IPS students discuss social divide

Nick Krause, Contributing Writer

Esther Moon, an IPS student in literature, discusses medieval drama with an undergraduate classmate before Dr. Gregory Roper’s class. Photo by Elizabeth Kerin

Amy Freeman can describe the life of most graduate students very simply:

“Life is full.”

Freeman is treasurer of the Braniff Graduate Student Association (BGSA) and an Institute of Philosophical Studies (IPS) student in literature.

The IPS is the doctorate-granting division of the University of Dallas, which offers programs in politics, philosophy and literature.

The BGSA, composed of a Senate and Executive Board, represents the interests of students in the Braniff Graduate School on matters concerning university policy and student life.

On top of coursework, many graduate students work full-time, have a family or both, though not all are as busy as the others, according to Freeman.

“As a graduate student who is unmarried and doesn’t have to work a lot of hours, I know a lot of undergraduates at UD who have as much or more going on than I do,” Freeman said.

With all these commitments, graduate and undergraduate students alike must guard and manage their time carefully.

As a result, Freeman said, it is very difficult for graduate students to mingle with undergraduate students, to the detriment of both.

Freeman, who graduated from Baylor University, stated that during her undergraduate tenure, mingling with other students, both graduates and undergraduates, was very important to her.

“One of my best friends in college was actually a graduate student, and I was really disappointed that it was hard to interact with undergraduates [at UD],” Freeman said.

Freeman said that the Baylor student center was a natural place for undergraduates and graduates to mingle and get to know each other.

“[At UD], it’s not that grad students don’t like to be with undergraduates, it’s that there isn’t a place where they can really bond like the student center [at Baylor],” Freeman said.

Rhett Forman, BGSA president, agrees that the current state of graduate and undergraduate social relations are lacking.

“Most grad-undergrad student interactions are limited to tutoring, the writing lab and the academic success office,” Forman said.

Outside of that sphere, social interaction is difficult for two primary reasons.

“It’s difficult to foster a relationship between the undergraduates and grads primarily because, one, the graduate students are older, and, two, because, especially among the masters students, we have full-time jobs and we’re just here at night,” Forman said.

Forman stated that he met many members of the soccer team through the writing lab, which eventually led him to help with the team’s strength training, since he is a competitive power lifter.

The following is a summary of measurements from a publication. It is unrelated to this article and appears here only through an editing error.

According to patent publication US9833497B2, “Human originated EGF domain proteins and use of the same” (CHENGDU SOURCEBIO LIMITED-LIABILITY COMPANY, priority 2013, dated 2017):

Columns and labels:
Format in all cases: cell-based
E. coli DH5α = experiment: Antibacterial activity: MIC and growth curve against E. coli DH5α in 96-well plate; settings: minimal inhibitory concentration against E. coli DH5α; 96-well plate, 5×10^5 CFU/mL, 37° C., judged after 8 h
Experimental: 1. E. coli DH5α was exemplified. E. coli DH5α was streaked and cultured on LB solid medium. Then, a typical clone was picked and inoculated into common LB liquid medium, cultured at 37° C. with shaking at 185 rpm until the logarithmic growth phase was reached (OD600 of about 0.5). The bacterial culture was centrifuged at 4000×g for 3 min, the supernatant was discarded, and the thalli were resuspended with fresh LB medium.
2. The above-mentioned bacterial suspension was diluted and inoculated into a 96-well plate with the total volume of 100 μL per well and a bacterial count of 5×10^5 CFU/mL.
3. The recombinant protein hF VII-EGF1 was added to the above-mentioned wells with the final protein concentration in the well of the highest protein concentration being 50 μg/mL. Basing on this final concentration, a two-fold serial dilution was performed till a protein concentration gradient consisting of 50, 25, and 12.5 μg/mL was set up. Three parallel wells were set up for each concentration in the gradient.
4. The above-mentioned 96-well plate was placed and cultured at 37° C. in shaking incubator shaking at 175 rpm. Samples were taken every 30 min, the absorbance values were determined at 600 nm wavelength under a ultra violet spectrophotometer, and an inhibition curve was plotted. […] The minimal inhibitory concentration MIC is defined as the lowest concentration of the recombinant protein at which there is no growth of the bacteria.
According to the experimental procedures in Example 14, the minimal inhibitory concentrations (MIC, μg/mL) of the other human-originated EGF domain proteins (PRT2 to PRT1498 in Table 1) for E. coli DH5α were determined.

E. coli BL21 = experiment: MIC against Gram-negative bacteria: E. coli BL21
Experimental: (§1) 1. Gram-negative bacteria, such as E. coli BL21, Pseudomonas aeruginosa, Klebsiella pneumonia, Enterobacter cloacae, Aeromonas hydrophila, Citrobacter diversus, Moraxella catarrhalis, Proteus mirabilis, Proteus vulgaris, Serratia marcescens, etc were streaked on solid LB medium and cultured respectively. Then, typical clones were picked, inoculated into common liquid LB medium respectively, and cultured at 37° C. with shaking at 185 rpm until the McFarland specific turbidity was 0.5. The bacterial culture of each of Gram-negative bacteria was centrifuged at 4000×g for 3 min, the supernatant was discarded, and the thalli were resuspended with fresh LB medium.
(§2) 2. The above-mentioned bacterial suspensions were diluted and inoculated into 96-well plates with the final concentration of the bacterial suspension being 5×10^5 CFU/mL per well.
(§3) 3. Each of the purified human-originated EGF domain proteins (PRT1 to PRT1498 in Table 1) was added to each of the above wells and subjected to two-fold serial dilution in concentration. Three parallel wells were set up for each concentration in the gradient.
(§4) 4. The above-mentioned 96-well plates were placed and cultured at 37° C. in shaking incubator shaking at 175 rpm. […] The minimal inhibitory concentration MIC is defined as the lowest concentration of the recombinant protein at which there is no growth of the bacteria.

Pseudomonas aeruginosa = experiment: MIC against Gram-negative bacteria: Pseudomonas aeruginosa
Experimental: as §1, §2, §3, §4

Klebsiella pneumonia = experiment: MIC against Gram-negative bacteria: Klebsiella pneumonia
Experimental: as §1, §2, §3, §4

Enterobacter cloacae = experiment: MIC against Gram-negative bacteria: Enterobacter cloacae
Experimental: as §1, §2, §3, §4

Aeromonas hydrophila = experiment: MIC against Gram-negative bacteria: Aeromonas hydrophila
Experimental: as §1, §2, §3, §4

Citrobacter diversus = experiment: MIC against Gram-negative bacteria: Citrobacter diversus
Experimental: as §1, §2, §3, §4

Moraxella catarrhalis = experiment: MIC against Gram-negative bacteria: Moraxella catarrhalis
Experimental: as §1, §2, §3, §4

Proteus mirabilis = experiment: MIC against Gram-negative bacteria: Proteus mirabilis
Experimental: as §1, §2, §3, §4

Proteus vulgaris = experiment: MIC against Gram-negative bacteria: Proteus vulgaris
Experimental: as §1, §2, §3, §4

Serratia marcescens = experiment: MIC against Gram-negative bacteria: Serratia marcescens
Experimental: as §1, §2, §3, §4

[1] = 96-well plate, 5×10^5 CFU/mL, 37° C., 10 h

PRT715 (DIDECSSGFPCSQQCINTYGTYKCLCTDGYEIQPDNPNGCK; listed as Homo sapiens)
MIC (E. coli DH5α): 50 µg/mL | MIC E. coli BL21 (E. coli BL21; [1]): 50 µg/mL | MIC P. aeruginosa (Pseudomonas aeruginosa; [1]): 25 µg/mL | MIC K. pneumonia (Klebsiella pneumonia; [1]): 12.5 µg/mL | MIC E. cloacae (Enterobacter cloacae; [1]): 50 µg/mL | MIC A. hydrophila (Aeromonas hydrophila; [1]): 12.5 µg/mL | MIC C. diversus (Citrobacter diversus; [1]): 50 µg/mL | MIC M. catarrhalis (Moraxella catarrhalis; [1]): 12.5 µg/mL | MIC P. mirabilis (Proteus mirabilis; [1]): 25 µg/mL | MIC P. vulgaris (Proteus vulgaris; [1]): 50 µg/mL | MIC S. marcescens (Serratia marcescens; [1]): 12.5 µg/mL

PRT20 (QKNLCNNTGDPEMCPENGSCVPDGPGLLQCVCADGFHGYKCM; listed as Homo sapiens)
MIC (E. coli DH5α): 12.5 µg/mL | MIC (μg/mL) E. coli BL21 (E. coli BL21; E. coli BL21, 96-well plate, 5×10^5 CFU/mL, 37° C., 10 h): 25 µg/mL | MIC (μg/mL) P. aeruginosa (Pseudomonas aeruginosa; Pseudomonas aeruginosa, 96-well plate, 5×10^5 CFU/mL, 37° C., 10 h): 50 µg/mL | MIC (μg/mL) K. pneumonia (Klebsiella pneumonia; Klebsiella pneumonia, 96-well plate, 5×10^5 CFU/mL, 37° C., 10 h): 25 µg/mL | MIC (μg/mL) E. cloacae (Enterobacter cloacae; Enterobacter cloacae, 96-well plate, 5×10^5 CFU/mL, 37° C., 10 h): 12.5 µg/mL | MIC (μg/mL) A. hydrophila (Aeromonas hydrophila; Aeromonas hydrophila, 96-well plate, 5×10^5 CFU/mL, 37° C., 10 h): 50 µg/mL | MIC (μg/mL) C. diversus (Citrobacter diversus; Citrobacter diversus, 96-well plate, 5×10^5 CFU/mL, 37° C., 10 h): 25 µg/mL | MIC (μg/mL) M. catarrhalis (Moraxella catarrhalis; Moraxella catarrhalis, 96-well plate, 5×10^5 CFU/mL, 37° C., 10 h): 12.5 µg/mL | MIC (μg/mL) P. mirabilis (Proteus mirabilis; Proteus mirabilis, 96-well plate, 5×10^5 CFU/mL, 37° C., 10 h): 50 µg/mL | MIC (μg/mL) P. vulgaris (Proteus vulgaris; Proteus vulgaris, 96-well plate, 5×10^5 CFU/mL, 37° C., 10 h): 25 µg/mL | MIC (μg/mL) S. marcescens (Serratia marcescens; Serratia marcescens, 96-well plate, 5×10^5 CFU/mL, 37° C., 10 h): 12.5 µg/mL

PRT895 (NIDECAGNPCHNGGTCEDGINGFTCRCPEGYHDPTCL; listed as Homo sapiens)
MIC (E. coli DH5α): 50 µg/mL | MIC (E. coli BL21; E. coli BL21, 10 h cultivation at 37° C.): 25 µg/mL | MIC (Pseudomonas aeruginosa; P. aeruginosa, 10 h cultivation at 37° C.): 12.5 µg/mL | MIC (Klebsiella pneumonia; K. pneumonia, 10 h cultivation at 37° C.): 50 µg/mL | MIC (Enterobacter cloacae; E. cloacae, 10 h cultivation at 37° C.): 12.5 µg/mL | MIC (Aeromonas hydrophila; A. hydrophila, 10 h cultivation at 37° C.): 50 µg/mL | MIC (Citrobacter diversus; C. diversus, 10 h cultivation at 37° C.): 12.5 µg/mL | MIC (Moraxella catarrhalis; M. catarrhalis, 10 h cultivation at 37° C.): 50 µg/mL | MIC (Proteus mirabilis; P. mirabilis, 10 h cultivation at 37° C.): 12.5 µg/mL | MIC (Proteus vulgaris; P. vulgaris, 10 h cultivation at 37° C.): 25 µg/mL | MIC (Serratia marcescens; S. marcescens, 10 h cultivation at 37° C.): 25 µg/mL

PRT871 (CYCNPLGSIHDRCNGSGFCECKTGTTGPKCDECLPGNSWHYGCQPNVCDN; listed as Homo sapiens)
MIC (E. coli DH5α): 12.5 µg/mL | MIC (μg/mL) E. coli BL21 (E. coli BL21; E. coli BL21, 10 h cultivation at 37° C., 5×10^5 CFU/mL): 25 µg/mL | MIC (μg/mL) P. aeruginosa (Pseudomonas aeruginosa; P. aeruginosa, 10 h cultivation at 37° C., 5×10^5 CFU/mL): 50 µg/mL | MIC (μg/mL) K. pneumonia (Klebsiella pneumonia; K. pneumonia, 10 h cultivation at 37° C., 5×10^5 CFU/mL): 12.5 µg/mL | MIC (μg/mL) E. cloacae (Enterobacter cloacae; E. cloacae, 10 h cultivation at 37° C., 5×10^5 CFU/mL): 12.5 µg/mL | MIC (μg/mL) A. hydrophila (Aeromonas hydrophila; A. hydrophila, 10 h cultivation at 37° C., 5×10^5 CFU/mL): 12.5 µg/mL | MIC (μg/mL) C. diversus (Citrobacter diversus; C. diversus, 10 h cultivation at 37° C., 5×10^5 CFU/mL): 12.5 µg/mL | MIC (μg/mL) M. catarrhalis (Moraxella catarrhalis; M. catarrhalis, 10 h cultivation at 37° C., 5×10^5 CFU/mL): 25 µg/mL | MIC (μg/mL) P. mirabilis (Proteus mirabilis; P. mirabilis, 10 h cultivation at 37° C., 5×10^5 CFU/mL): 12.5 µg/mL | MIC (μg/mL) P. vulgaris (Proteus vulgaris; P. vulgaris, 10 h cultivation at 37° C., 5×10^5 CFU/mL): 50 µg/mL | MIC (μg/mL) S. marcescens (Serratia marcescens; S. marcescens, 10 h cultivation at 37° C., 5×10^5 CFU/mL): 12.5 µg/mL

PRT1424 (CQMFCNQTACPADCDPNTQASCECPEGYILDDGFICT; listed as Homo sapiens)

Forman also said that he has gotten to know several undergrads by working out in the gym.

“That’s been fun, training with the guys and helping them with workout plans,” Forman said. “That’s mostly been the extent of my interactions with undergrads.”

Forman roomed with an undergraduate student his first year in the IPS, and that helped him to connect to the undergraduate community, which he stated was very strong.

Community has been a problem even at the graduate level.

“Even among the graduate students it’s difficult to foster a sense of community, which a lot of us do recognize,” Forman said. “It’s a problem.”

Practical solutions could come from the BGSA.

“If we were to find some kind of practical solution to this, it would probably be best to go through BGSA so that we could sponsor something,” Forman said. “We can take some time to come up with some ideas that the BGSA could discuss.”

The BGSA will be discussing possible solutions to the social divide, but the responsibility does not rest solely on the graduate student government.

Forman said that the undergraduate Student Government (SG) does not interact with the BGSA.

Graduate students don’t feel as if they have much of a voice at the university.

“The undergrads are the ones putting [in] the most time [and] the most money,” Forman said. “It really is an undergrad focused school and it should be.”

Undergraduates should realize that even though the graduate students are pursuing advanced degrees, there are many crossovers in the curriculum.

“Our graduate core is modeled off of your undergraduate core,” Forman said. “It’s not as if we can’t have a good conversation academically.”

Both Freeman and Forman agree that if a student is seeking an academic mentor, the graduate students should approach their younger counterparts.

Some of Forman’s greatest conversations with undergraduates have been discussions about graduate school admissions.

Forman and Freeman both desire more social interaction with undergraduates.

“I’m delighted when I get to know undergraduates and help them learn the ropes,” Freeman said. “It’s worth the time. Undoubtedly, I’ll learn a lot, too!”


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